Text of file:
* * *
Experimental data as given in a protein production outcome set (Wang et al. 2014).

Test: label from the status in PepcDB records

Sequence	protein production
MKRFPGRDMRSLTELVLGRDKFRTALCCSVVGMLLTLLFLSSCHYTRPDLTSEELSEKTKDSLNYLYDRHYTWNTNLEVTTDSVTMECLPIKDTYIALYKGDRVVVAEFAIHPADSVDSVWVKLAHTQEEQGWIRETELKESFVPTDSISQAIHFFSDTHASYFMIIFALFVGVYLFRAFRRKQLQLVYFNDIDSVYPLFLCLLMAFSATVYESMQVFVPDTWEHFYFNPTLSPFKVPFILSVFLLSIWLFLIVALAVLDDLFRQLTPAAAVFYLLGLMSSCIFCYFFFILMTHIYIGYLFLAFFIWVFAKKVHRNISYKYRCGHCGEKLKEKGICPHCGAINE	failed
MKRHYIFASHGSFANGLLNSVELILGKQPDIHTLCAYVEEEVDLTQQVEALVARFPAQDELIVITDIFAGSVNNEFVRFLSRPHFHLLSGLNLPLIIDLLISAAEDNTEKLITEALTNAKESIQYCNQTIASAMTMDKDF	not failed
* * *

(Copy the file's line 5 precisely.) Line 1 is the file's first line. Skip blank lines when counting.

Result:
MKRHYIFASHGSFANGLLNSVELILGKQPDIHTLCAYVEEEVDLTQQVEALVARFPAQDELIVITDIFAGSVNNEFVRFLSRPHFHLLSGLNLPLIIDLLISAAEDNTEKLITEALTNAKESIQYCNQTIASAMTMDKDF	not failed